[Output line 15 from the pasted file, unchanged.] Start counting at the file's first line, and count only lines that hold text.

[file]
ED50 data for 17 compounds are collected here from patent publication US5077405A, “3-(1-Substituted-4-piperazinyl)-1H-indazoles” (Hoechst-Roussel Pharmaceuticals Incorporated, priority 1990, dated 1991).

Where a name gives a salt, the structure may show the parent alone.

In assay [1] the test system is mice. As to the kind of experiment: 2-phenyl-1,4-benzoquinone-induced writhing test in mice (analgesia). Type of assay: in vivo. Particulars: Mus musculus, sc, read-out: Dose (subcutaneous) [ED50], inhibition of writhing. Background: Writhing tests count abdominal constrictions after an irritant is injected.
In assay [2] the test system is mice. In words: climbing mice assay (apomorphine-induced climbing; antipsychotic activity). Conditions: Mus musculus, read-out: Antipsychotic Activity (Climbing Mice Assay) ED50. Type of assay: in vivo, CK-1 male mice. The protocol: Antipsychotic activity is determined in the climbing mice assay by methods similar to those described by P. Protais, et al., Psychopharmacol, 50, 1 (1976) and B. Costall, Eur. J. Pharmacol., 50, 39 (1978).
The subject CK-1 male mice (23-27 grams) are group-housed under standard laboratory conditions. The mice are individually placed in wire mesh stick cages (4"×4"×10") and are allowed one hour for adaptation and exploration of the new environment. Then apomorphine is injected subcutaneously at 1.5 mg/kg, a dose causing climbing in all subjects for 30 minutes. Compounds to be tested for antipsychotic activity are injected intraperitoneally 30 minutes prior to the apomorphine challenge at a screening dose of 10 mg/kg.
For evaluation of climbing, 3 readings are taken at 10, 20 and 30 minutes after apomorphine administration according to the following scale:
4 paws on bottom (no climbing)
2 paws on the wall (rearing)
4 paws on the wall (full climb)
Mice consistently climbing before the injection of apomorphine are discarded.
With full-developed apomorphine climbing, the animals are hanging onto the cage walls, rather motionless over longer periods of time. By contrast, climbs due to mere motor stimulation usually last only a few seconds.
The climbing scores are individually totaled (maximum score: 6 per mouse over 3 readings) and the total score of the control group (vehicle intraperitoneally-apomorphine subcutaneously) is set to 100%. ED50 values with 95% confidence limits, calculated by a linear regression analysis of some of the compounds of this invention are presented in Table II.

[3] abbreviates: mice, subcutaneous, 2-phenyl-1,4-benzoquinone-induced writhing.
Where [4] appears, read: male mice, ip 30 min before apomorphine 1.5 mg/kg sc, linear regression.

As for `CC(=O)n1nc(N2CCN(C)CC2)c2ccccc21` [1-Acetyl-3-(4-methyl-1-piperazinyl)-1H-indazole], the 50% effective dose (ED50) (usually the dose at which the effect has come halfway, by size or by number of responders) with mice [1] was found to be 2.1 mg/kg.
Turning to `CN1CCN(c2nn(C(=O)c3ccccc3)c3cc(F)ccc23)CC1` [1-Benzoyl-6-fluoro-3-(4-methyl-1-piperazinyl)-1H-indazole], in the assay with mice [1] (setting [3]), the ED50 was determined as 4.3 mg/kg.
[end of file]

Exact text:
As for `CC(=O)n1nc(N2CCN(C)CC2)c2ccccc21` [1-Acetyl-3-(4-methyl-1-piperazinyl)-1H-indazole], the 50% effective dose (ED50) (usually the dose at which the effect has come halfway, by size or by number of responders) with mice [1] was found to be 2.1 mg/kg.